A. No Actionable Representation

The contract between the School and Obeji was entered into on April 28, 1986.   The “Escrow Instructions, Re Rents” was signed by Livadary on May 16, 1986.   The representations, and instructions in that document were addressed to the escrow company and Obeji on a form supplied by the escrow company.   On June 10, 1986, Obeji signed the provision at the bottom of that document, which read:  “The above statement is hereby approved as a basis for rent adjustment through this escrow.”

A plain reading of the statement is that it sets forth the amounts of rent which were being paid to the school during the escrow period;  it does not support Sefton's claim that by making such statement the School was representing that this amount of rent was lawful.   The representation as to the amount of rents being collected by the School during the escrow period was not itself a statement of fact made by one party in order to induce another party to enter into a contract or to alter its position.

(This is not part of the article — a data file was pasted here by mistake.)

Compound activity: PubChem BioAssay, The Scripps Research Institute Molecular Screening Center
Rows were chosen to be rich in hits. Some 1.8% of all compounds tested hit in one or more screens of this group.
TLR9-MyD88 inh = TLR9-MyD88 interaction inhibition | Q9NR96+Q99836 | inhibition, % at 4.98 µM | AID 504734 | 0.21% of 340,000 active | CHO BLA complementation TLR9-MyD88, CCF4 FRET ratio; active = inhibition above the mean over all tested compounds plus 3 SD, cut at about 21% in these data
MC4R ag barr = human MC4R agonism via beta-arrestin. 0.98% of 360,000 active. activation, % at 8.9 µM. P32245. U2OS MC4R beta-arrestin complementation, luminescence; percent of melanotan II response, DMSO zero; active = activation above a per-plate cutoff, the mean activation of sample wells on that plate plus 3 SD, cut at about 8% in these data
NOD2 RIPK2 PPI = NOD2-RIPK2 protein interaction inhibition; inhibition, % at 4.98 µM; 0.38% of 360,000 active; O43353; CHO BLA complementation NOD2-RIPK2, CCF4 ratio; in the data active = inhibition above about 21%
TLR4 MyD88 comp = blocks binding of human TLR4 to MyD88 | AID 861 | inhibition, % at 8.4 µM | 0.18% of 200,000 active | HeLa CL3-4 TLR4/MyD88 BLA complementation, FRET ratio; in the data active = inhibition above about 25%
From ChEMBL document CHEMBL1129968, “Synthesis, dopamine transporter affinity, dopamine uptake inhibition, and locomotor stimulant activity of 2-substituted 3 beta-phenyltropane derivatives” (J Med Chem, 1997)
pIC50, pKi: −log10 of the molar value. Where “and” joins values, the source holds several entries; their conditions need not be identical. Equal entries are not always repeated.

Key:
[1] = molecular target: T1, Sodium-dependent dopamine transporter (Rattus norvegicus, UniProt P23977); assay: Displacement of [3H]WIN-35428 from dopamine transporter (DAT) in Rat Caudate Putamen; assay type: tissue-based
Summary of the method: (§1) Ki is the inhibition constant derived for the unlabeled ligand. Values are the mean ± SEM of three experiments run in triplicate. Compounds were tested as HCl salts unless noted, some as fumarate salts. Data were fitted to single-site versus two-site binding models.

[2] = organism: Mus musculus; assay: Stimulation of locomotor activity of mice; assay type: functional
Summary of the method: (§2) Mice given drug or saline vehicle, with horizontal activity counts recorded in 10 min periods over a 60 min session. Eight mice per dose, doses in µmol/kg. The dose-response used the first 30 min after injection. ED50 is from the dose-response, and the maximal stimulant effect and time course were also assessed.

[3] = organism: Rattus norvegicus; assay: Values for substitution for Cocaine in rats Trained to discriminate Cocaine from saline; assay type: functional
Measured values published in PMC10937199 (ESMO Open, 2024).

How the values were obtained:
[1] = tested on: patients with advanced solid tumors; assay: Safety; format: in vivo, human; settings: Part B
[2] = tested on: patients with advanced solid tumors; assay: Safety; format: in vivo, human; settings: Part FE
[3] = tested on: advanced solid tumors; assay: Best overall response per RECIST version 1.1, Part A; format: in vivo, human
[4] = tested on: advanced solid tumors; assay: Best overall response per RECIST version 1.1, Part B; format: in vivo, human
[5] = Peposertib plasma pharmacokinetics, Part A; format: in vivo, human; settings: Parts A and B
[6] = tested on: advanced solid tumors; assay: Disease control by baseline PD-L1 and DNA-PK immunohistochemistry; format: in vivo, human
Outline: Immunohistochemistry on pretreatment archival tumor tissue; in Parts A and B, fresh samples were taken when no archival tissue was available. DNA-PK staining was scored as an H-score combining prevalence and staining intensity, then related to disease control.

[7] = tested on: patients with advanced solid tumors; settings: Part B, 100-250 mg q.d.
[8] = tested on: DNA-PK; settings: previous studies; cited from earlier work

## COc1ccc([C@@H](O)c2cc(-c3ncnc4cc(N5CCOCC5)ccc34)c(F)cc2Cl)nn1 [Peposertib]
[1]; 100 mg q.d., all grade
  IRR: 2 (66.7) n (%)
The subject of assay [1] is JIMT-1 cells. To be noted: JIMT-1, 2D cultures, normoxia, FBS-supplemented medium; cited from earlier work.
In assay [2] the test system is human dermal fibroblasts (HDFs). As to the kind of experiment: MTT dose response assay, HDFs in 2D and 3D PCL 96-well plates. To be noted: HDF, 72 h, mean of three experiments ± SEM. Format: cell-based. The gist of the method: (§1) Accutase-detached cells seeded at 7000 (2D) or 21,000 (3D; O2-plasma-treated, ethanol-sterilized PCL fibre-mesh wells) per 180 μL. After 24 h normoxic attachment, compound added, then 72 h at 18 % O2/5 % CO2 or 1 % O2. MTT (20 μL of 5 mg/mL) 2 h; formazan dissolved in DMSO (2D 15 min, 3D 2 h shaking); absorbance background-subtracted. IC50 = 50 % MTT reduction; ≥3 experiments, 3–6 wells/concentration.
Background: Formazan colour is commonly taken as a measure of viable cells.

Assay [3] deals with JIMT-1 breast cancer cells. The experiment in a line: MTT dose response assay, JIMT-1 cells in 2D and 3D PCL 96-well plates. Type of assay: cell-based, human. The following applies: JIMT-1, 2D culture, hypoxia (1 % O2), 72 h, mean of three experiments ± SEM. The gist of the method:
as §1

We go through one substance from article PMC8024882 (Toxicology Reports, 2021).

Assuming, arguendo, that the express representation regarding the amounts of rent collected by the School also constituted an implied representation that such amounts were lawful rents, such implied representation as to the legality of the rents would not be actionable.

Here, the so-called “implied representation” as to the legality of the rents collected, at best, amounts to no more than a bare legal conclusion.   Sefton does not claim the $568 sum set forth in the statement regarding rents was not in fact the amount collected, i.e., the “true facts.”   Rather, he asserts that this sum was not lawfully collectable.  (Cf. Pearson v. Allen (1957) 150 Cal.App.2d 638, 641–643, 310 P.2d 688 (representations that lessor had all licenses required by law, but in fact had no such items, were actionable statements of fact, instead of matters of law which are not cognizable).)